MGT 780 Social Network Analysis
Spring 2016, Tuesdays 10am-12:30pm, B&E 323J
Class site: www.mgt780.net
This is a PhD level course on social network analysis. The focus is both theoretical (e.g., what are the key concept of social network analysis) and methodological (e.g., how do we actually carry out research on social networks). What the course is not is a survey of social network research to date (we have a separate course for that taught by Prof. Dan Brass, typically in the Fall). The course begins with a definition of a social network and a review of key concepts from the underlying mathematical field of graph theory. We then move on to dyadic concepts in network analysis, such as the notion of graph-theoretic distance. Next we cover node-level concepts, such as centrality and ego-network structure. Next we cover whole-network level concepts, such as network density. The end of the course is devoted to issues of research design and methodology, including data collection and analysis techniques.
GOALS AND OUTCOMES
This is a hands-on course with the objective of teaching a student how to do a network analysis. At the end of this course, a student should be able design and implement a social network analysis research project, including analyzing the data and writing up the results for a journal.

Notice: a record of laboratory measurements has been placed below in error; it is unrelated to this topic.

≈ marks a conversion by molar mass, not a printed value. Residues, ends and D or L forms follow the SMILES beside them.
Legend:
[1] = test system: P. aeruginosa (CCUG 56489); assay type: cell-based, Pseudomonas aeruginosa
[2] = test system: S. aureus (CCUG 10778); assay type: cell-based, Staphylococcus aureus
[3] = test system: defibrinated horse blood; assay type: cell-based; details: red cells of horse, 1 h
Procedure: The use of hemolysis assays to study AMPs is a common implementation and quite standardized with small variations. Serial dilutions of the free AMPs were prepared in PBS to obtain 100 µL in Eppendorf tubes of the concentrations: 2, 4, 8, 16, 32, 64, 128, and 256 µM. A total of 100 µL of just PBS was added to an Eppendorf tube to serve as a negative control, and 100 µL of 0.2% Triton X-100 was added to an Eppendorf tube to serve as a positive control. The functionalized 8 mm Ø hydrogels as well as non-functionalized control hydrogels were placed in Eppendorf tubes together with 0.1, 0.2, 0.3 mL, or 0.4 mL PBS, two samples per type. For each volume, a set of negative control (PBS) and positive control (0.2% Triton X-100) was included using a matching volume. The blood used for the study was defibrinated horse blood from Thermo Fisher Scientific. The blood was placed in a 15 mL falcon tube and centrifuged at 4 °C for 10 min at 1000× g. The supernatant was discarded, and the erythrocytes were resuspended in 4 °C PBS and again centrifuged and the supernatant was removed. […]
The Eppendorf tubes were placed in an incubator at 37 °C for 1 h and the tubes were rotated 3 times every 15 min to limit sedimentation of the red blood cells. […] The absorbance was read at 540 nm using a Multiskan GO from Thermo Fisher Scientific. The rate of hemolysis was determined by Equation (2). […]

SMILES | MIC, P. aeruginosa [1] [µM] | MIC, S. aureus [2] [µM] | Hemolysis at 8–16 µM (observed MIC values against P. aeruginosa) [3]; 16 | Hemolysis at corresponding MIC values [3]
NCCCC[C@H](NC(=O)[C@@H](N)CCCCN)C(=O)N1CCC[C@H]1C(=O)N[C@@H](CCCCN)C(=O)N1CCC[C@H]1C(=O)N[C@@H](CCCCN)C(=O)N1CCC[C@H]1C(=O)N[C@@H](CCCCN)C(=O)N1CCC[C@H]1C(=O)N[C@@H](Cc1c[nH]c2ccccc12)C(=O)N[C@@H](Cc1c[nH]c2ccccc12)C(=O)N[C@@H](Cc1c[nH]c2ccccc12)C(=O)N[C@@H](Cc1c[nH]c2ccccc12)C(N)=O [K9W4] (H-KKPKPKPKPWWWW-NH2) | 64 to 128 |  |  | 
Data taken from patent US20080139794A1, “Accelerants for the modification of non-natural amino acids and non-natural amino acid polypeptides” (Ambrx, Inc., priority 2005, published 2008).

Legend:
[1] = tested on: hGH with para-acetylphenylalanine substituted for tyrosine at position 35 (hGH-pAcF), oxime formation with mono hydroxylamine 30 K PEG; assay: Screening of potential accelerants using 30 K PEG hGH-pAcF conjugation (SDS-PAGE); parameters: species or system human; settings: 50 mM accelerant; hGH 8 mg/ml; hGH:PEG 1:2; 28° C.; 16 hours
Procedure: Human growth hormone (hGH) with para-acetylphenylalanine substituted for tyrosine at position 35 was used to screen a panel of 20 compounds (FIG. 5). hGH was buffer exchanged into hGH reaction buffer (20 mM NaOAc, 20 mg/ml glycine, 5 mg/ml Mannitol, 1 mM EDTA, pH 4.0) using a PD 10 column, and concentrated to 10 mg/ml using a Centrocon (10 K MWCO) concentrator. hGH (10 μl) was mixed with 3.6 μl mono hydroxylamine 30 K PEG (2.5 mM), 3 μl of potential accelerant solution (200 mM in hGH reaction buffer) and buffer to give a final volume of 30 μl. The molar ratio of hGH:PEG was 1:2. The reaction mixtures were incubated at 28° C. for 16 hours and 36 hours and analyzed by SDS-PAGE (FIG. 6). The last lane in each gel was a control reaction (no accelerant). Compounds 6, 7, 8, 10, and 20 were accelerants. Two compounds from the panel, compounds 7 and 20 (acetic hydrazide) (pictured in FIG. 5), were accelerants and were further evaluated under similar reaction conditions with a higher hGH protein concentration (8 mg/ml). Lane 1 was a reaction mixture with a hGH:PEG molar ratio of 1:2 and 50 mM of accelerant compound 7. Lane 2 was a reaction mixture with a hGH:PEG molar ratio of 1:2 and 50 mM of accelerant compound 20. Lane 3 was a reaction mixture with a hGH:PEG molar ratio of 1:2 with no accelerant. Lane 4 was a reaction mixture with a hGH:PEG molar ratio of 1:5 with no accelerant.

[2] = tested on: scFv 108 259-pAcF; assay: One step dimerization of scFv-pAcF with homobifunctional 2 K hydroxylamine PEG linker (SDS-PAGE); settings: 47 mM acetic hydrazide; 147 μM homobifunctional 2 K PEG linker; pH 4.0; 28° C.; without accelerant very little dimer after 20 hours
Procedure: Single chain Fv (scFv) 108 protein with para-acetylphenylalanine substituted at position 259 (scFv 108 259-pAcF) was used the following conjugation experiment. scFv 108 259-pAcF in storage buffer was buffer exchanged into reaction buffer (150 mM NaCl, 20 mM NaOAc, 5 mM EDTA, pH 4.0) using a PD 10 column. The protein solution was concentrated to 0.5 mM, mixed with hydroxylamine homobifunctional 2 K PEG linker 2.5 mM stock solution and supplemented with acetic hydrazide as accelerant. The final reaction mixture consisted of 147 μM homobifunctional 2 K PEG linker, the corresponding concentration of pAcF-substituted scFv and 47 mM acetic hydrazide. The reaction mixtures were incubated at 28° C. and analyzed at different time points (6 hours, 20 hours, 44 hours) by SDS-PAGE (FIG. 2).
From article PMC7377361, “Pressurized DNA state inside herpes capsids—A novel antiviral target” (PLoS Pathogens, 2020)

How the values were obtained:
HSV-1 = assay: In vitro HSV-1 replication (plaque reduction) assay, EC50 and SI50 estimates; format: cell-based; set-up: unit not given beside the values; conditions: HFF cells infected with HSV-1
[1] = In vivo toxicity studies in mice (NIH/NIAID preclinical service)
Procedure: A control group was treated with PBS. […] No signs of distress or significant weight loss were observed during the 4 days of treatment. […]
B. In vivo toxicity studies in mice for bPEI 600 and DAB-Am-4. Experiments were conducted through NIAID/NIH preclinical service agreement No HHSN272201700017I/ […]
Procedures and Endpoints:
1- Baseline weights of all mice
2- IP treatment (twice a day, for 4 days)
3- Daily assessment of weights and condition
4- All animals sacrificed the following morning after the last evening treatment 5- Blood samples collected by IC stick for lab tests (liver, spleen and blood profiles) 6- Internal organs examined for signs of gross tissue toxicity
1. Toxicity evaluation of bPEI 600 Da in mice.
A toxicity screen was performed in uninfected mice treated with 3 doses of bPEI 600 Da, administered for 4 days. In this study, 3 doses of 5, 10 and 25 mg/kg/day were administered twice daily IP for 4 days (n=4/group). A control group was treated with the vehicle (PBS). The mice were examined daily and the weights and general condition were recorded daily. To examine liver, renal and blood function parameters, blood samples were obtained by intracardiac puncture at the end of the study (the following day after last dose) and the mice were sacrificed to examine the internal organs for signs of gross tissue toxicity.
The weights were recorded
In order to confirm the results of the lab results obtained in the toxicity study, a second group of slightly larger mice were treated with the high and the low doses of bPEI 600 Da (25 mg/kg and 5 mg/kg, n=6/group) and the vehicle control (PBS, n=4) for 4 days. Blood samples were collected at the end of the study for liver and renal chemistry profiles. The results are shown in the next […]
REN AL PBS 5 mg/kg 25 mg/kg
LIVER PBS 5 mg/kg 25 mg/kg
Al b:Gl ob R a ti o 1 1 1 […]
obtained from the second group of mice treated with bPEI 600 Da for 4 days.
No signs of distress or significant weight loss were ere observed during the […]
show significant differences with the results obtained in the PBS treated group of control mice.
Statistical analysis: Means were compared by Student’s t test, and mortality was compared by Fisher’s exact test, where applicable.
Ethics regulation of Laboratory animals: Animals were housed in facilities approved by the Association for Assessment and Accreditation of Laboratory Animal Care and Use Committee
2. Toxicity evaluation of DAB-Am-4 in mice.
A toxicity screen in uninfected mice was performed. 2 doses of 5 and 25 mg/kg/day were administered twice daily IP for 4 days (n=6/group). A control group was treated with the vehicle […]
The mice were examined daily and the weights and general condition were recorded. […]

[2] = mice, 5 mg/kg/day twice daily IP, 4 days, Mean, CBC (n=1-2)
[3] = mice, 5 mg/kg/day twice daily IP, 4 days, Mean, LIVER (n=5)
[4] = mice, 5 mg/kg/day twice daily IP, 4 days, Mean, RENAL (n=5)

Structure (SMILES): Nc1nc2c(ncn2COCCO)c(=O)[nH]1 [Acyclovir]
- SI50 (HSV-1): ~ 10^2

The deliverables for this course consist of:
- A publishable research paper
- A presentation of your work
- Class participation in general
In addition, I will assign homework exercises which, while not required, are strongly recommended. You should bring a laptop to every class in order to do the in-class exercises.
In past years, I have taught this as a lecture course with questions. This year (with a few exceptions), I will teach it discussion style. This means you need to do the readings and be ready to ask questions about it in class.
Analyzing Social Networks by Borgatti, Everett and Johnson (2013). It is available online at Amazon or Sage. In the schedule, this book is referred to as ASN.
For the serious student, I also recommend purchasing Wasserman and Faust's (1994) Social Network Analysis. Although dated, it is still a very useful reference book. Another book I recommend is the Sage Handbook of Social Network Analysis edited by Scott and Carrington (2012).